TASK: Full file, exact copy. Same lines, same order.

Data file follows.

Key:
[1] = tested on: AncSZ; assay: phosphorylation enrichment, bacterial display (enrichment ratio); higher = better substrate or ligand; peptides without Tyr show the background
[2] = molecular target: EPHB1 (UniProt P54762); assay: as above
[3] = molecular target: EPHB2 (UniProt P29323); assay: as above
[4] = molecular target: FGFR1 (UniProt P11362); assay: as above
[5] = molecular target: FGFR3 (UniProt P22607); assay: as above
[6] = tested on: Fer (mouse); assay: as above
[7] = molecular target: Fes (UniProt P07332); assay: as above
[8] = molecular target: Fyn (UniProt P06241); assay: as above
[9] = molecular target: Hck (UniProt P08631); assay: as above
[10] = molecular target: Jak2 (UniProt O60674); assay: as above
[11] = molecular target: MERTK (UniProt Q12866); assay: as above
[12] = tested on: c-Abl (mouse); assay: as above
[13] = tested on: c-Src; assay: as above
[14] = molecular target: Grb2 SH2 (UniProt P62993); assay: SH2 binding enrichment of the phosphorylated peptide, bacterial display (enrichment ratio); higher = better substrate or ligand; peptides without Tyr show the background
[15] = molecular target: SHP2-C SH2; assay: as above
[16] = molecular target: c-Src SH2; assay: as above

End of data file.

Key:
[1] = tested on: AncSZ; assay: phosphorylation enrichment, bacterial display (enrichment ratio); higher = better substrate or ligand; peptides without Tyr show the background
[2] = molecular target: EPHB1 (UniProt P54762); assay: as above
[3] = molecular target: EPHB2 (UniProt P29323); assay: as above
[4] = molecular target: FGFR1 (UniProt P11362); assay: as above
[5] = molecular target: FGFR3 (UniProt P22607); assay: as above
[6] = tested on: Fer (mouse); assay: as above
[7] = molecular target: Fes (UniProt P07332); assay: as above
[8] = molecular target: Fyn (UniProt P06241); assay: as above
[9] = molecular target: Hck (UniProt P08631); assay: as above
[10] = molecular target: Jak2 (UniProt O60674); assay: as above
[11] = molecular target: MERTK (UniProt Q12866); assay: as above
[12] = tested on: c-Abl (mouse); assay: as above
[13] = tested on: c-Src; assay: as above
[14] = molecular target: Grb2 SH2 (UniProt P62993); assay: SH2 binding enrichment of the phosphorylated peptide, bacterial display (enrichment ratio); higher = better substrate or ligand; peptides without Tyr show the background
[15] = molecular target: SHP2-C SH2; assay: as above
[16] = molecular target: c-Src SH2; assay: as above